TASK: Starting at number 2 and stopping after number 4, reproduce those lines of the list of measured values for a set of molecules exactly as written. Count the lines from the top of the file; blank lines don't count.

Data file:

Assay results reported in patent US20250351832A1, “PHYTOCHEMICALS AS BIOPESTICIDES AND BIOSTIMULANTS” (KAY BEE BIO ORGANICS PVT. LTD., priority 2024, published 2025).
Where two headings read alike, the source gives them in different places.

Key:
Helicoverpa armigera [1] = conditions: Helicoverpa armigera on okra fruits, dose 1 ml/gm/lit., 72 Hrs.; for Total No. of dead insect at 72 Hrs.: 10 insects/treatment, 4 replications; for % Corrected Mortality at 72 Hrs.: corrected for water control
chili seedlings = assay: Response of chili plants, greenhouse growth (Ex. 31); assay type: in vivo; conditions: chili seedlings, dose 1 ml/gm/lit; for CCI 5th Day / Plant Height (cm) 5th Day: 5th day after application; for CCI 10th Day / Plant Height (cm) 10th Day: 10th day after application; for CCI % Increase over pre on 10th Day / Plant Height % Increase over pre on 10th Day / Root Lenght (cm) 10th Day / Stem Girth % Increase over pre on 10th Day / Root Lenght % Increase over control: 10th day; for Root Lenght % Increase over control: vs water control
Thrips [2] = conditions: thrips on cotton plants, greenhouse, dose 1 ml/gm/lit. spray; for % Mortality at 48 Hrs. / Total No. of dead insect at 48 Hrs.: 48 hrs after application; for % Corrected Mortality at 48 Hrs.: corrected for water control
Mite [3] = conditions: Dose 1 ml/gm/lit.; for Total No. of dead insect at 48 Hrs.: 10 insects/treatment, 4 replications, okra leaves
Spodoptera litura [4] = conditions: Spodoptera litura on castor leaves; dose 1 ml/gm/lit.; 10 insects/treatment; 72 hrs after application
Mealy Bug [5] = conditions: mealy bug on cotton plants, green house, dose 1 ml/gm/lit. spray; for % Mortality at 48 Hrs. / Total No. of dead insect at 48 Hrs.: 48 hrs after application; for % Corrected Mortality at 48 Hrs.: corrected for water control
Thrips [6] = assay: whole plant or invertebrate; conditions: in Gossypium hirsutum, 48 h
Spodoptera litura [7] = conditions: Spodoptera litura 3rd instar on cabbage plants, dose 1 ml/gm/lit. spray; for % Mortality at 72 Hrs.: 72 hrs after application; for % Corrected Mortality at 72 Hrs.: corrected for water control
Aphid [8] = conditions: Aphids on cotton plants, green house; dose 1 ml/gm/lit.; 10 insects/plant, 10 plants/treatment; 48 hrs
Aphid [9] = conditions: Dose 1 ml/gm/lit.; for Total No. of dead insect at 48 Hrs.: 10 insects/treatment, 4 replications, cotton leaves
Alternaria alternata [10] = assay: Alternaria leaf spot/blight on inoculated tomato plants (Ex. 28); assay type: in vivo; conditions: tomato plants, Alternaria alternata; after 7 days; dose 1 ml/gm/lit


Where two headings read alike, the source gives them in different places.

Key:
Helicoverpa armigera [1] = conditions: Helicoverpa armigera on okra fruits, dose 1 ml/gm/lit., 72 Hrs.; for Total No. of dead insect at 72 Hrs.: 10 insects/treatment, 4 replications; for % Corrected Mortality at 72 Hrs.: corrected for water control